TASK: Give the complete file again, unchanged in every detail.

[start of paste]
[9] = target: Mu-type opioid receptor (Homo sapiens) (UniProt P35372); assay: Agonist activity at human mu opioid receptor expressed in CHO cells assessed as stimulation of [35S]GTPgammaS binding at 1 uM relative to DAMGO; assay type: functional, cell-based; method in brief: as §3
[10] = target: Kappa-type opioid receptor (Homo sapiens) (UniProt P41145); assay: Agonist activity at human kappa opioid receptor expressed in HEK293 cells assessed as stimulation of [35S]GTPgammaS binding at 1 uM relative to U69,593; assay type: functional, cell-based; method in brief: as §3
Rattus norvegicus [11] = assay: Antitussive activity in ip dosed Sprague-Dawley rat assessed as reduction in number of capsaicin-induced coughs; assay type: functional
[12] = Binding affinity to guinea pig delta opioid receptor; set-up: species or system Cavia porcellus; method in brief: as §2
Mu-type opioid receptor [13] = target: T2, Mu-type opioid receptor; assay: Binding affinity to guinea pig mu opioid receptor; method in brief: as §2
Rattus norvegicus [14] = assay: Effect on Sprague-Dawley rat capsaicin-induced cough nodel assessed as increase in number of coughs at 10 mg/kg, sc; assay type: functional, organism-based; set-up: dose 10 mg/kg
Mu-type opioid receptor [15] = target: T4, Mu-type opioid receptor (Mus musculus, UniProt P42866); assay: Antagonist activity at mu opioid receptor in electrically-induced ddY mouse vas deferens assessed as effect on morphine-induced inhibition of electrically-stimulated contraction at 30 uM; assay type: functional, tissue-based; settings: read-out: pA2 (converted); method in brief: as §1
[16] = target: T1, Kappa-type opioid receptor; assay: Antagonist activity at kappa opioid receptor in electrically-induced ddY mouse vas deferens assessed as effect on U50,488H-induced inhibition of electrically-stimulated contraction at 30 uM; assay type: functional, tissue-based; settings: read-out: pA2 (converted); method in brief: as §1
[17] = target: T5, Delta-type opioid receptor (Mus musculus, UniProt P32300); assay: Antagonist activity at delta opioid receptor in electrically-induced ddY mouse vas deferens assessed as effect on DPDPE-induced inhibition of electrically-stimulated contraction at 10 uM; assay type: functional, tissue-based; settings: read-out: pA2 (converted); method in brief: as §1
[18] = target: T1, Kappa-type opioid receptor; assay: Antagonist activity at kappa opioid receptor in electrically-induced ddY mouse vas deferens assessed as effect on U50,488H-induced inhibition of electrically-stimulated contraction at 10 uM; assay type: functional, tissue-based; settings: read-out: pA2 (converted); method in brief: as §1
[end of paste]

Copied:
[9] = target: Mu-type opioid receptor (Homo sapiens) (UniProt P35372); assay: Agonist activity at human mu opioid receptor expressed in CHO cells assessed as stimulation of [35S]GTPgammaS binding at 1 uM relative to DAMGO; assay type: functional, cell-based; method in brief: as §3
[10] = target: Kappa-type opioid receptor (Homo sapiens) (UniProt P41145); assay: Agonist activity at human kappa opioid receptor expressed in HEK293 cells assessed as stimulation of [35S]GTPgammaS binding at 1 uM relative to U69,593; assay type: functional, cell-based; method in brief: as §3
Rattus norvegicus [11] = assay: Antitussive activity in ip dosed Sprague-Dawley rat assessed as reduction in number of capsaicin-induced coughs; assay type: functional
[12] = Binding affinity to guinea pig delta opioid receptor; set-up: species or system Cavia porcellus; method in brief: as §2
Mu-type opioid receptor [13] = target: T2, Mu-type opioid receptor; assay: Binding affinity to guinea pig mu opioid receptor; method in brief: as §2
Rattus norvegicus [14] = assay: Effect on Sprague-Dawley rat capsaicin-induced cough nodel assessed as increase in number of coughs at 10 mg/kg, sc; assay type: functional, organism-based; set-up: dose 10 mg/kg
Mu-type opioid receptor [15] = target: T4, Mu-type opioid receptor (Mus musculus, UniProt P42866); assay: Antagonist activity at mu opioid receptor in electrically-induced ddY mouse vas deferens assessed as effect on morphine-induced inhibition of electrically-stimulated contraction at 30 uM; assay type: functional, tissue-based; settings: read-out: pA2 (converted); method in brief: as §1
[16] = target: T1, Kappa-type opioid receptor; assay: Antagonist activity at kappa opioid receptor in electrically-induced ddY mouse vas deferens assessed as effect on U50,488H-induced inhibition of electrically-stimulated contraction at 30 uM; assay type: functional, tissue-based; settings: read-out: pA2 (converted); method in brief: as §1
[17] = target: T5, Delta-type opioid receptor (Mus musculus, UniProt P32300); assay: Antagonist activity at delta opioid receptor in electrically-induced ddY mouse vas deferens assessed as effect on DPDPE-induced inhibition of electrically-stimulated contraction at 10 uM; assay type: functional, tissue-based; settings: read-out: pA2 (converted); method in brief: as §1
[18] = target: T1, Kappa-type opioid receptor; assay: Antagonist activity at kappa opioid receptor in electrically-induced ddY mouse vas deferens assessed as effect on U50,488H-induced inhibition of electrically-stimulated contraction at 10 uM; assay type: functional, tissue-based; settings: read-out: pA2 (converted); method in brief: as §1